Early Childhood Seeking wage justice for ECEC members

  • By Louise Swinn
  • This article was published more than 11 months ago.
  • 31 Jul 2023

The AEU, along with the Independent Education Union, the United Workers Union, large provider G8 Education and peak childcare groups, have lodged a joint application with the Fair Work Commission to negotiate an enterprise agreement covering around 12,000 employees for 65 large early childhood education and care (ECEC) services nationally, following recent changes to industrial relations laws that make it easier to undertake multi-employer bargaining.

The Secure Work Better Jobs Act is good news for early childhood teachers and educators working in private long day care, as unions can now negotiate a national early childhood agreement with private preschool providers such as G8, Guardian, Infinity, All About Children and Busy Bees. The new IR legislation can also require the funding body, in this case the federal government, to be at the bargaining table.

The importance of successfully negotiating multi-employer agreements cannot be overstated when it comes to the early childhood sector. Within any services sector, salaries are a major cost, which means organisations try to suppress wages to maintain competitive fees and maximise profits. And when a provider squeezes wages in this way, it is workers who bear the brunt – even more so in the feminised care sector.

The Albanese government has explicitly stated that it wants to raise wages in the early childhood sector. On 1 July, it will introduce another major piece of legislation: the Affordable Child Care Bill. These changes will significantly lower the cost of childcare, enabling more women to re-enter the workforce and increasing the demand for childcare places. The risk is that ECEC services will struggle to meet the demand.

With staff turnover at around 30% in the sector, improved conditions and professional wages are essential to attracting and retaining a qualified, sustainable workforce, so that all children can access kindergarten programs taught by qualified teachers.

“We need to ensure that every teacher in Victoria, no matter where they work, receives the same pay and conditions – because that’s equity.”

Cara Nightingale

“Early childhood teachers and educators are some of the lowest paid workers in our community,” says AEU Victorian branch president Meredith Peace. “Together, we are seeking a 25% pay increase for early childhood teachers and educators working in ECEC services in recognition of their status as highly qualified professionals undertaking work that is essential to our community.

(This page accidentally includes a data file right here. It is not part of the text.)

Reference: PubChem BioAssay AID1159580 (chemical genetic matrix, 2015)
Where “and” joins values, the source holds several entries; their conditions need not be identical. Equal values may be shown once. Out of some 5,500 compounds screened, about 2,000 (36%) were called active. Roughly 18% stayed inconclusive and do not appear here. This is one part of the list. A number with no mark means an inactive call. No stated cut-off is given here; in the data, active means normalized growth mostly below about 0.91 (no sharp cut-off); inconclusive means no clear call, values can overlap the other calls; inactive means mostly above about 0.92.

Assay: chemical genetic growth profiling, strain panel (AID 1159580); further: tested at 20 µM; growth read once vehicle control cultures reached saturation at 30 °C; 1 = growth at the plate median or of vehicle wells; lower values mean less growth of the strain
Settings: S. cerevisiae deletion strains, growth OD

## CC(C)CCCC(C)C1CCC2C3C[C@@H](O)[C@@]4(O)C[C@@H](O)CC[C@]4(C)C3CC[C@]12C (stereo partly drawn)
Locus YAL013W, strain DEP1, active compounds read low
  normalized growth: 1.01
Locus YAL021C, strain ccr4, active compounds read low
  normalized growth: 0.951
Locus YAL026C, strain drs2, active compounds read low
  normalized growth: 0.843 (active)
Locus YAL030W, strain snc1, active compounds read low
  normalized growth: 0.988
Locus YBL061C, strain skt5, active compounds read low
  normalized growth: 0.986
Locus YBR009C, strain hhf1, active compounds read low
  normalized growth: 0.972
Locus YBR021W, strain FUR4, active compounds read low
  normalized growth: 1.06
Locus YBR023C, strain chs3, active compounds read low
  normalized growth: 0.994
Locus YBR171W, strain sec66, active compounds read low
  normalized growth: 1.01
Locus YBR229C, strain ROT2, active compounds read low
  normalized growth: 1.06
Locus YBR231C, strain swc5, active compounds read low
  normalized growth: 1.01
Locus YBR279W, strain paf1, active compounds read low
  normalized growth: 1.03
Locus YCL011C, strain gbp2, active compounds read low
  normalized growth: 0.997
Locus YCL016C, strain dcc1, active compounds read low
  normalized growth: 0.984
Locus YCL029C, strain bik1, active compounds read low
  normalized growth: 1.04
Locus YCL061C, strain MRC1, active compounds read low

“For far too long, our economy has relied on the goodwill and dedication of underpaid and undervalued early childhood teachers and educators. This is a workforce that must be supported through fairer wages and better conditions.”

The new legislation provides a valuable platform for our continued campaigning in the early childhood sector. For the first time in decades, the indication of government support means employers are open to improving wages and conditions for their staff. Currently, staff in ECEC services could be earning $30,000 a year less than school teachers with the same qualifications. AEU members will be using this opportunity to actively seek wage justice.

“We need to ensure that every teacher in Victoria, no matter where they work, receives the same pay and conditions – because that’s equity. We know this is where we need to get to,” says AEU vice president for early childhood Cara Nightingale. “It’s not going to happen overnight, but it is achievable through consistent union lobbying and the hard work of members.”

AEU early childhood organiser Max Grarock is urging all teachers and educators working for one of the large national ECEC providers to contact the AEU and get active in our campaign for a better agreement.

“It is important that all teachers and educators are represented in this process,” says Max. “Until now, there haven’t been a lot of mechanisms to improve pay and conditions for members employed in long day care, and now there are – so it’s time for us to ramp up this campaign together.”

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